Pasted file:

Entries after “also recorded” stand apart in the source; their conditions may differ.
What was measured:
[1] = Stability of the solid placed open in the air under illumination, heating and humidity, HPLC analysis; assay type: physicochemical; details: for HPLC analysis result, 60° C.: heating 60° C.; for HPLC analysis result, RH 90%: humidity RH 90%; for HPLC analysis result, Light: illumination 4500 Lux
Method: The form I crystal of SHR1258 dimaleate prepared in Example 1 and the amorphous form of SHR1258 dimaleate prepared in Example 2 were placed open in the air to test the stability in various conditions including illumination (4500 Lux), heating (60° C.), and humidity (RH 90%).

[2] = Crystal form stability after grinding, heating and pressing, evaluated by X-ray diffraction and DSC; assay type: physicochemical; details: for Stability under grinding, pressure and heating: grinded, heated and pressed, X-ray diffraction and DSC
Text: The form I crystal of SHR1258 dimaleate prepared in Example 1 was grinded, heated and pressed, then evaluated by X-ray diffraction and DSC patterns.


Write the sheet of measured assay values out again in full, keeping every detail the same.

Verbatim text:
Entries after “also recorded” stand apart in the source; their conditions may differ.
What was measured:
[1] = Stability of the solid placed open in the air under illumination, heating and humidity, HPLC analysis; assay type: physicochemical; details: for HPLC analysis result, 60° C.: heating 60° C.; for HPLC analysis result, RH 90%: humidity RH 90%; for HPLC analysis result, Light: illumination 4500 Lux
Method: The form I crystal of SHR1258 dimaleate prepared in Example 1 and the amorphous form of SHR1258 dimaleate prepared in Example 2 were placed open in the air to test the stability in various conditions including illumination (4500 Lux), heating (60° C.), and humidity (RH 90%).

[2] = Crystal form stability after grinding, heating and pressing, evaluated by X-ray diffraction and DSC; assay type: physicochemical; details: for Stability under grinding, pressure and heating: grinded, heated and pressed, X-ray diffraction and DSC
Text: The form I crystal of SHR1258 dimaleate prepared in Example 1 was grinded, heated and pressed, then evaluated by X-ray diffraction and DSC patterns.